Like countless other nonprofits, The American Foundation for The Courtauld Institute of Art continues to re-imagine the way we stay connected to our special community, and to the wider art world. One constant, though, is our shared love of art and art history.
AFCIA is delighted to launch Postcards from The Courtauld: Voices on Life, Art & Change, a series of spirited and enlightening Q&As with a diverse group of alumni, friends, and special guests, who recount meaningful experiences and perceptions about The Courtauld, along with their current motivations and outlook.
As we continue to develop and emphasize online virtual connections, it becomes increasingly important to remember why technology is important to us.
By telling our stories through art and culture we make interpersonal connections. By sharing our thoughts, ideas and emotions we build empathy, find compassion for other points of view and feel part of a community. But, there is no substitute for in-person interactions, especially performance. Shared experiences through dance, theater, music — capturing a moment we are experiencing, can give clarity to it, helping us to express who we are are and process what we are going through.
Through Performa, which she founded in 2005, the celebrated and pioneering RoseLee Goldberg (MA 1970) has presented us with these types of live performance art experiences. Even during the pandemic, when the prospect of gathering seemed unthinkable, she knew that improvisation, innovation and creative solutions are fundamental needs and what Performa is about. In this latest issue of Postcards from The Courtauld, RoseLee tells us about her nascent love of art history and how her original and avant-garde ideas brought her to The Courtauld.
Warm wishes for a happy New Year,
What is your most striking memory of The Courtauld?
My most striking memory has to be my interview with Professor Zarnecki, former deputy director of The Courtauld, in his study overlooking the garden at the back of Portman Square. Up the double helix stairway, into this large, stunningly beautiful room, seated on a chair at his right, alongside a very large desk. It was the summer and I had recently arrived from South Africa. I had applied to The Courtauld earlier but was turned down with a kind recommendation that I spend one more year at the University of the Witwatersrand (Wits), where I had completed my BA in Fine Arts and Political Science.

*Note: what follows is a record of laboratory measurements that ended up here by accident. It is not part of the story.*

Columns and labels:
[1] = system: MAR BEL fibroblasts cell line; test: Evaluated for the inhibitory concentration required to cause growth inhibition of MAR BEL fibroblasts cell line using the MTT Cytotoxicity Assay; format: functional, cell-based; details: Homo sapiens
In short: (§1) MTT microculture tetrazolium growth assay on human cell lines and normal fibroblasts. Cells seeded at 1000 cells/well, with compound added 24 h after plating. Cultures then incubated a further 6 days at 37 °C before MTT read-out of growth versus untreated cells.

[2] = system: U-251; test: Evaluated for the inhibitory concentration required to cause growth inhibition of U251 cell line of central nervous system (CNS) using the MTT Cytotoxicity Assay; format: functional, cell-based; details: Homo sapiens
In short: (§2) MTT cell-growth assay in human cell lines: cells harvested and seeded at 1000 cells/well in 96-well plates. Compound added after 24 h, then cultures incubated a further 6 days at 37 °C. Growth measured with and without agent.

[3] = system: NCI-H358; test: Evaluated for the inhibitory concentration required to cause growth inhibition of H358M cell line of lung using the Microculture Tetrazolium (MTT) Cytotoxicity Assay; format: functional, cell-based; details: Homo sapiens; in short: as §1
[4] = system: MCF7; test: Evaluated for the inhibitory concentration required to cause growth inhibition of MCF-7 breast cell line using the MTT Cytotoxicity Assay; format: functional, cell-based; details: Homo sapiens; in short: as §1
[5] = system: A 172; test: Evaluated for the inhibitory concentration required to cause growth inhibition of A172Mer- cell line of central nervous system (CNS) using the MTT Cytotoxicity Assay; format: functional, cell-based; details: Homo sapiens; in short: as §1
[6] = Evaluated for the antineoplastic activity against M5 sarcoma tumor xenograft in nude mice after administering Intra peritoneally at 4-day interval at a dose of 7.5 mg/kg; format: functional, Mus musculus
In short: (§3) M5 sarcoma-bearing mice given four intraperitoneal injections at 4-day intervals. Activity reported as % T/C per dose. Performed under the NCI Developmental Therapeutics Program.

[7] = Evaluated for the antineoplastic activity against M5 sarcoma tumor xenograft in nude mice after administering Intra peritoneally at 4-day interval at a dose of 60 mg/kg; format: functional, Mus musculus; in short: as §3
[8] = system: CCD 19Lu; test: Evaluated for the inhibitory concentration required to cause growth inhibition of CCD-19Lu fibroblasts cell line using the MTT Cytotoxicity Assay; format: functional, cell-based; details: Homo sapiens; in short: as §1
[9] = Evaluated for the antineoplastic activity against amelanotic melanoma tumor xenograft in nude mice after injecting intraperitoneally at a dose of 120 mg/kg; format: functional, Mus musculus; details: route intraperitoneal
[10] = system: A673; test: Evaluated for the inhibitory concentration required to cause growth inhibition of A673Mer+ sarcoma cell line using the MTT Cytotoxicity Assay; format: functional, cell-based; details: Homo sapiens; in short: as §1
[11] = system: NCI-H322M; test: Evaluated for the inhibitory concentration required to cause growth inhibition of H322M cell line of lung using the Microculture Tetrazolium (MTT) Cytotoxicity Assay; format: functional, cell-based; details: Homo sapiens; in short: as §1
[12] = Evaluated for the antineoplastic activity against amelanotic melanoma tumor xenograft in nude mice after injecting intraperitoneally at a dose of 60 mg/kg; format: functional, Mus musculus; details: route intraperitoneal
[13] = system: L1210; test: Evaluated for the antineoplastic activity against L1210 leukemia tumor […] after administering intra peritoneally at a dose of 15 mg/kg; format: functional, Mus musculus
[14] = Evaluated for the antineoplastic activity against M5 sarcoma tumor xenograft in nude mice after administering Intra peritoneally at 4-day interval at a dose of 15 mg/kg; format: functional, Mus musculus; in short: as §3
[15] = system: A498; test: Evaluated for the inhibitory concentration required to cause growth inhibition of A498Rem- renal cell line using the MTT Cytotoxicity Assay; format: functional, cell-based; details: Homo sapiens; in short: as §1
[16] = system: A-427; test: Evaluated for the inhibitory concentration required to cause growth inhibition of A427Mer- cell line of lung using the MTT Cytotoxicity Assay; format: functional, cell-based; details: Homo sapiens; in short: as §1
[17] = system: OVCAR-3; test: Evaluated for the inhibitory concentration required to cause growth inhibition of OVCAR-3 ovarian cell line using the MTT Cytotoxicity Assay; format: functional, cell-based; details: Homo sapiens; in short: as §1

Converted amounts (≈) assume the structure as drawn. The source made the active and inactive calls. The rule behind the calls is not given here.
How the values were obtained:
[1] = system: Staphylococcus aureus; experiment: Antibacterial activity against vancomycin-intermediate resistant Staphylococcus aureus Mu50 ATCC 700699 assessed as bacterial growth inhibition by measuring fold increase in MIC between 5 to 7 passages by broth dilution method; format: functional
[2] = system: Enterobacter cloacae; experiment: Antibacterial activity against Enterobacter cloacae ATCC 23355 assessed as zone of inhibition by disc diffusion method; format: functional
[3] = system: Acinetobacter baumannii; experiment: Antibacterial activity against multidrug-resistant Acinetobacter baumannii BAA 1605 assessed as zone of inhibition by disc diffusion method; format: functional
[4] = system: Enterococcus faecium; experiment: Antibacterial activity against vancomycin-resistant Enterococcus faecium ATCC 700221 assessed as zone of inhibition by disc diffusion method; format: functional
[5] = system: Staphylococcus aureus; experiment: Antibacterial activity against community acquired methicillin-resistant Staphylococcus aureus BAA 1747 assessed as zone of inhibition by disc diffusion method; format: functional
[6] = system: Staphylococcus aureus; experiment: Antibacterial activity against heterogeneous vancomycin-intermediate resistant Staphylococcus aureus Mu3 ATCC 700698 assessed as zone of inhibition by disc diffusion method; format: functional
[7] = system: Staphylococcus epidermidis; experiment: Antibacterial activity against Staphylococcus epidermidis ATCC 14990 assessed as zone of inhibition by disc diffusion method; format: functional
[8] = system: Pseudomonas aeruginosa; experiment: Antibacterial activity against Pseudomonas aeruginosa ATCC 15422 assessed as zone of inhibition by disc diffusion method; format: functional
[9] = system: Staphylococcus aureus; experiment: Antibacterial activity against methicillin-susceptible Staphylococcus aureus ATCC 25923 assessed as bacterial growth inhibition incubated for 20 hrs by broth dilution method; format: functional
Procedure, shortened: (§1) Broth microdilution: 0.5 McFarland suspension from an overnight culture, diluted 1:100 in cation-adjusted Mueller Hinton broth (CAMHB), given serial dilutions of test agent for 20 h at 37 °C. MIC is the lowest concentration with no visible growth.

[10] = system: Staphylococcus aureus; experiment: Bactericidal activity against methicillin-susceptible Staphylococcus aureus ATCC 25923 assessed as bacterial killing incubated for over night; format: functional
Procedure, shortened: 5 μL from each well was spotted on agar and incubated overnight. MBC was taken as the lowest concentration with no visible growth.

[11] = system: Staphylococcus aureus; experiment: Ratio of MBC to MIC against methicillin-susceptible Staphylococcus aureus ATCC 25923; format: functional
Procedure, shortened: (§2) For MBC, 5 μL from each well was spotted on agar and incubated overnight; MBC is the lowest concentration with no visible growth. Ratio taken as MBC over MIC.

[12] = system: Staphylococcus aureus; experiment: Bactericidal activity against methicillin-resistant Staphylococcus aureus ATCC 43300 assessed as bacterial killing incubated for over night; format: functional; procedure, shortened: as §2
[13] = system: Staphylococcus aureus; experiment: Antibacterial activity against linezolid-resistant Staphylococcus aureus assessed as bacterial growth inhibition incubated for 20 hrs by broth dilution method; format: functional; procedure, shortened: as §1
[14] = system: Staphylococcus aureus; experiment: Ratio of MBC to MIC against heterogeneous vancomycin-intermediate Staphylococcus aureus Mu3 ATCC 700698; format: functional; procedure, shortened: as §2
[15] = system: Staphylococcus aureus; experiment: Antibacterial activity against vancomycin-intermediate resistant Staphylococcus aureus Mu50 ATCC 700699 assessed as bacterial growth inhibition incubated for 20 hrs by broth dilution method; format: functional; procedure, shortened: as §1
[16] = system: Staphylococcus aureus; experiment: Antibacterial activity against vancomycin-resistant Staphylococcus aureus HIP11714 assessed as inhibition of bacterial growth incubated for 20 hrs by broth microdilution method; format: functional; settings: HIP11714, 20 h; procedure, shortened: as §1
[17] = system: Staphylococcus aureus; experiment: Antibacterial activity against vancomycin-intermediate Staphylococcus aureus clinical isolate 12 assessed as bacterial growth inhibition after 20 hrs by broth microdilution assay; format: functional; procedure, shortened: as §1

I wrote back that an additional year in Johannesburg would bring me no closer to my intended area of research, Medieval Architecture, since no architecture of that kind existed in southern Africa. I was coming to London anyway, and could we meet?
In Professor Zarnecki’s office, I outlined my research plan: I wished to show that Romanesque and early Gothic architecture was influenced by Moorish architecture of north Africa and I outlined how I wished to proceed. Background note: the art historian with whom I had studied at Wits, Eric Fernie (who would later become director of The Courtauld), had provided a thrilling introduction to the architecture and politics of 1000-1200s Europe.
The interview continued for some time and eventually arrived at a point when Zarnecki said, “So, you will spend the summer improving your German?” to which I replied “If I am accepted at The Courtauld, absolutely.” I spent six weeks in Vienna and began at The Courtauld in the fall.
Was there a life-changing experience or moment that led to your writing the first history of performance art in the 20th century, Performance Art from Futurism to the Present (originally published in 1979) – and then four subsequent decades of writing, curating and teaching about the place of artists’ performance in the history of art?
Visiting a Bauhaus exhibition at the Royal Academy, including a large gallery exhibiting Oskar Schlemmer’s costumes, paintings and drawings related to the stage, would unquestionably be that moment. It could only be described as a visceral, full-on identification with Schlemmer’s work and ideas as both a painter and dancer.
He wrote extensively about the importance of both for him: “there are two souls in my breast”, he said. One theatrical, playful, Dionysian – the other visual, intellectual, Apollonian. He described “felt space” and the “stereometry of space”, as only a dancer could, and he built a curriculum around these concepts in drawing and sculpture at the Bauhaus and in the stage department which he directed. My dissertation at The Courtauld was Oskar Schlemmer and Performance at the Bauhaus.